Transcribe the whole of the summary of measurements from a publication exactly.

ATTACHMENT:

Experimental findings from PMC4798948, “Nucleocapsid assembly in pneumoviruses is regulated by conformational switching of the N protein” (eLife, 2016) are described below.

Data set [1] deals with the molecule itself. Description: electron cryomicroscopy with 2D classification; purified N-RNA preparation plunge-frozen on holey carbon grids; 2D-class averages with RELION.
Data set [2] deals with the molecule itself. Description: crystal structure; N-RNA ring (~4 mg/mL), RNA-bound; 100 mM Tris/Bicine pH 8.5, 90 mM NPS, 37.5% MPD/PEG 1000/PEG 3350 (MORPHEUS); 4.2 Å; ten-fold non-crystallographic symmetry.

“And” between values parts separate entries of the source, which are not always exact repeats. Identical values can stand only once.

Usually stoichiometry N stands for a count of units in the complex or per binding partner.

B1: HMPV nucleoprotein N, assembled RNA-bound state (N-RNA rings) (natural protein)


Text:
Experimental findings from PMC4798948, “Nucleocapsid assembly in pneumoviruses is regulated by conformational switching of the N protein” (eLife, 2016) are described below.

Data set [1] deals with the molecule itself. Description: electron cryomicroscopy with 2D classification; purified N-RNA preparation plunge-frozen on holey carbon grids; 2D-class averages with RELION.
Data set [2] deals with the molecule itself. Description: crystal structure; N-RNA ring (~4 mg/mL), RNA-bound; 100 mM Tris/Bicine pH 8.5, 90 mM NPS, 37.5% MPD/PEG 1000/PEG 3350 (MORPHEUS); 4.2 Å; ten-fold non-crystallographic symmetry.

“And” between values parts separate entries of the source, which are not always exact repeats. Identical values can stand only once.

Usually stoichiometry N stands for a count of units in the complex or per binding partner.

B1: HMPV nucleoprotein N, assembled RNA-bound state (N-RNA rings) (natural protein)